[Standards] Fwd: XEP-0301 Accessibility (resurrected)

Mark Rejhon markybox at gmail.com
Mon Jul 9 19:58:29 UTC 2012

Regarding section 5 of XEP-0301:

On Mon, Jul 9, 2012 at 2:52 PM, Matthew Wild <mwild1 at gmail.com> wrote:

> The reality is that at the end of the day client implementations are
> beyond the control of you and I as protocol developers. If a client
> wants to have a global "Disable RTT" option then they will implement
> it, regardless of what you try to do to prevent it in this document. A
> client can just as easily ignore empty <rtt/> as it can remove a
> feature from disco.
> So that understood, we have to continue designing the protocol, not
> trying to anticipate clients. If a client says it does not support a
> feature then it is bad practice for another client to send that
> feature anyway.

Matt brings up some good concerns to some passionate arguments, so there
should be some good agreement at least.
Prudent caution is warranted, for sure.  Many good standards in history are
filled with fueled debates, and the strongest standards often have some of
the strongest nay-sayers -- witness the browser wars, for example! :-)

Now, accessibility standards does influence implementers to an extent.
It bears worth noting that most of the information (such as
Activation/Deactivation) is in Implementation Notes.

Yes, having XEP-0301 move to draft status would be a good move now to be
able to reference it.

We have a *European standard* on the way for accessible public procurement,
similar to the american. We are just forming the version of it that will go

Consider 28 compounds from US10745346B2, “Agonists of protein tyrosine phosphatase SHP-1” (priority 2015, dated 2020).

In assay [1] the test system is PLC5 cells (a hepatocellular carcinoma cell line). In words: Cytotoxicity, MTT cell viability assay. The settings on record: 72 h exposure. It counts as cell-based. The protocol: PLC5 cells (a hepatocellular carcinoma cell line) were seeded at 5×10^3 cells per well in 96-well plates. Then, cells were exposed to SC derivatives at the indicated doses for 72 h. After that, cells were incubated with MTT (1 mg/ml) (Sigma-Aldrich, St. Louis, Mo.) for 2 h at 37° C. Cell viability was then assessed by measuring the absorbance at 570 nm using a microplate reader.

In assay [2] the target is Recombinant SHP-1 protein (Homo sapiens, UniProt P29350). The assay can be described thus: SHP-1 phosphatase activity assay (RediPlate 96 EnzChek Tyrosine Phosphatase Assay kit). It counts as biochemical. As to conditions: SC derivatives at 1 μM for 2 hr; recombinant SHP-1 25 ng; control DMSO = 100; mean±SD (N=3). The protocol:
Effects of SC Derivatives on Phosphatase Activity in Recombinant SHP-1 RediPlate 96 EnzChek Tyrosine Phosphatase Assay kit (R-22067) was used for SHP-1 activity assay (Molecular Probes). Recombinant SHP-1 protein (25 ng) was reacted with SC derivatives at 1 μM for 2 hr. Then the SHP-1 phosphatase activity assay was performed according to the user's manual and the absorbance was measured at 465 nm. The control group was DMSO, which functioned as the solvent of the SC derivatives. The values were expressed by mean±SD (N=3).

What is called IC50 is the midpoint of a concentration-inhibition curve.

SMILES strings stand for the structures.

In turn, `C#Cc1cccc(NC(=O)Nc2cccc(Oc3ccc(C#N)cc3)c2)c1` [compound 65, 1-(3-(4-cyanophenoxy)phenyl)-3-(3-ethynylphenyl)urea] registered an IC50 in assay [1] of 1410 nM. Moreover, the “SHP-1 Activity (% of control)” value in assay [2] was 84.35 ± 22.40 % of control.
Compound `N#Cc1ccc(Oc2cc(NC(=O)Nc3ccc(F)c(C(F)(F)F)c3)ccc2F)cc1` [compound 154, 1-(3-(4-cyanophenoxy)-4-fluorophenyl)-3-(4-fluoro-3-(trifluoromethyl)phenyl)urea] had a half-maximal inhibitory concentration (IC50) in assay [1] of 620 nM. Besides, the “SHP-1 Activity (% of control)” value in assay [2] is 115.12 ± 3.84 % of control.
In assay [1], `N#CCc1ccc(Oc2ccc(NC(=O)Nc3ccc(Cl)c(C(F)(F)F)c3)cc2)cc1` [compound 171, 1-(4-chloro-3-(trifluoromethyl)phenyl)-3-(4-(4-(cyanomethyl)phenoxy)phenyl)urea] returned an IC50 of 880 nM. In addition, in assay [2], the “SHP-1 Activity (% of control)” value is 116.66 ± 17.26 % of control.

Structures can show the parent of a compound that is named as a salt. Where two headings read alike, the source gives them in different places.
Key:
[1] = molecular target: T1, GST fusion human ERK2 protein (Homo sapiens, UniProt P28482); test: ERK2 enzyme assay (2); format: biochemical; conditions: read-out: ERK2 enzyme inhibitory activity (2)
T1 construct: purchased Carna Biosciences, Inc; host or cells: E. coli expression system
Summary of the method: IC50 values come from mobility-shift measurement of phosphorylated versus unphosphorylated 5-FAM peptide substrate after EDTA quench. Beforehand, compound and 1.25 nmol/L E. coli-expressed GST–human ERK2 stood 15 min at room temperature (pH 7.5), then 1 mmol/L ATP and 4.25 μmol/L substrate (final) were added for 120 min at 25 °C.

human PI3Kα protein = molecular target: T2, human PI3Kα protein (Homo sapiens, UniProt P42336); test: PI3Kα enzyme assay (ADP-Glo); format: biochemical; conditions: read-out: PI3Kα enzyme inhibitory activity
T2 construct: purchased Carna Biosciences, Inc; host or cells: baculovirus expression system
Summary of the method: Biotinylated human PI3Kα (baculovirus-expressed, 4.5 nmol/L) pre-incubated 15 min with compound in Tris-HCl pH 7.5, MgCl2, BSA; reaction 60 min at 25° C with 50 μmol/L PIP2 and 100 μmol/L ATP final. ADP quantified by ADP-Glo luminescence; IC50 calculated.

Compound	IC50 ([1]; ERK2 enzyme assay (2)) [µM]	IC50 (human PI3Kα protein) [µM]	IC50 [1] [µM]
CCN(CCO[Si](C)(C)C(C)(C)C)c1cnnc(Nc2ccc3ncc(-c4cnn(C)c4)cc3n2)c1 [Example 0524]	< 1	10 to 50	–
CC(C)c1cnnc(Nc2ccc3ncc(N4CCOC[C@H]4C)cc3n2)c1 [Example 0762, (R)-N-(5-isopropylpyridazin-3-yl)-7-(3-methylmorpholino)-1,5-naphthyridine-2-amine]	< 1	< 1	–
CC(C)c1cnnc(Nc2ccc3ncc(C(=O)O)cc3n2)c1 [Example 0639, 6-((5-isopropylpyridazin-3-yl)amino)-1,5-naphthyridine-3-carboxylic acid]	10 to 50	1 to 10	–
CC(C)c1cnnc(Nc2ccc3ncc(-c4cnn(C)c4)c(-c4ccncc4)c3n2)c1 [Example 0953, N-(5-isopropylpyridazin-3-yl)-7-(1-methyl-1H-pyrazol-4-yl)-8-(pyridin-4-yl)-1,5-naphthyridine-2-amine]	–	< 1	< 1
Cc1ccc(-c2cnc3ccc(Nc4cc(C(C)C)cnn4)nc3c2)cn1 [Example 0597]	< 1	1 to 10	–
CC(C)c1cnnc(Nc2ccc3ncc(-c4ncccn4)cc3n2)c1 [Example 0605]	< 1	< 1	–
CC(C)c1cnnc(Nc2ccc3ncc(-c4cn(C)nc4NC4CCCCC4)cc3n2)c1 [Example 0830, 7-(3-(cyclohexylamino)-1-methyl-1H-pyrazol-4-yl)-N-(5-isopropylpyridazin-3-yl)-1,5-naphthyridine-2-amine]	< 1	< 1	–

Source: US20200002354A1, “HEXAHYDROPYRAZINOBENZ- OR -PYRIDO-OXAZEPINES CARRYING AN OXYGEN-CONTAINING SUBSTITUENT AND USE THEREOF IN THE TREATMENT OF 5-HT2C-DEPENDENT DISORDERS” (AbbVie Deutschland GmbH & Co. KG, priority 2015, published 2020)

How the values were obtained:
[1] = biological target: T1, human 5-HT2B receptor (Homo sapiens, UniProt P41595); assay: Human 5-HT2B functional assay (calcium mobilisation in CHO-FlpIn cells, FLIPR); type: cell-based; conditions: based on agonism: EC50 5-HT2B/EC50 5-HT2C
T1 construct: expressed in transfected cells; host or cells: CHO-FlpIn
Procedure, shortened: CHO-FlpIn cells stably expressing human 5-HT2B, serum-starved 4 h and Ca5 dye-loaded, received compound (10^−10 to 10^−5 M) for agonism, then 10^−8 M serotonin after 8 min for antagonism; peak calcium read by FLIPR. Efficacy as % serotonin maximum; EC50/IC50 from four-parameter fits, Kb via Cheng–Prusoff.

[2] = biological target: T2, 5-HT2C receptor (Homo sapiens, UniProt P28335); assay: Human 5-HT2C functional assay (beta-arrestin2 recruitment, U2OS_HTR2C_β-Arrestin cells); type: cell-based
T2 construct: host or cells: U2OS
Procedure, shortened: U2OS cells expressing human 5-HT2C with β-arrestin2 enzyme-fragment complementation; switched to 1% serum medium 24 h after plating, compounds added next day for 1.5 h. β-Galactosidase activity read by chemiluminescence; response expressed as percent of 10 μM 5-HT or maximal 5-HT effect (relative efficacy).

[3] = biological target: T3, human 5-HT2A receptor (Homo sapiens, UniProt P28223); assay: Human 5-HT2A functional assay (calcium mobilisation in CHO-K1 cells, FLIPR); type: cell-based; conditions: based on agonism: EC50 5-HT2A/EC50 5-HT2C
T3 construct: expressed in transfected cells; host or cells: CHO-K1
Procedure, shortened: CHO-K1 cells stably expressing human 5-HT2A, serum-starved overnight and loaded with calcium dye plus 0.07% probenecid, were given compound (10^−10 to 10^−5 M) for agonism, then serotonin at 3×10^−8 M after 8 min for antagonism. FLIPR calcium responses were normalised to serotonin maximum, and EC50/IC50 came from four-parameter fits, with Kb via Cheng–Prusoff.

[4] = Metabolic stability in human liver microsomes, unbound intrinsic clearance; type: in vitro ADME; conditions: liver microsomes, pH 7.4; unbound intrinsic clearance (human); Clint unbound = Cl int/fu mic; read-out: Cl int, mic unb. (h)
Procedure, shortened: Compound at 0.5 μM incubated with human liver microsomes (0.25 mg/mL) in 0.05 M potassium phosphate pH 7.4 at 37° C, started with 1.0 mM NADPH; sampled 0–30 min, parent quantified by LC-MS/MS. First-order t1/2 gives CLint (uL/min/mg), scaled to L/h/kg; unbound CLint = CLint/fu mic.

for member voting in August. We have made a structure for real-time text
requirements where XEP-0301 would fit in and be referenced, but we cannot
do it now when XEP-0301 is just experimental. We will see if there will be
a chance to get it in.

For the *American*, the web [U.S. Access Board -
www.access-board.gov] about the Section 255 - 508 refresh says about the
procedure, with a comment period that ended in March this year: "The Board
will follow-up with a proposed rule based on the input received that will
provide an additional round of comment before the rule is finalized."  That
has not happened yet, so there is likely time to make an effort to  be
mentioned in that regulation.

The cycle seems to be about 10- 15 years.


Matt, would you like to suggest some alternative mechanism to replace
Section 5?
I would welcome your comments.   At least a few (myself included) no longer
desire disco as the only method.
Re-surrecting XEP-0020 feature negotiation might be an option, and would be
a possible suitable alternative, but it is not presently appealing due to
increased complexity.   Certain other parts of the standard is getting
pretty well-designed -- there's been many compliments -- but we will
concede that Section 5 is controversial!

There are many usage scenarios that needs to be accomodated, such as
interop between an accessible client and a mainstream client, between
accessible clients, and between mainstream clients.  Some mainstream
clients may not advertise XEP-0301 capability until activated.    The model
of sender initiatability / recipient notifyability needs to be a permitted
methodology, and I am pretty sure that someone else has a better method of
meeting that model.   It might even be that Section 5 might be in flux for
longer than expected, or it might eventually be agreed to remove Section 5
altogether (eliminate disco), falling back into <rtt/> itself.

Ideas are welcome, for the Section 5 solution.

Mark Rejhon
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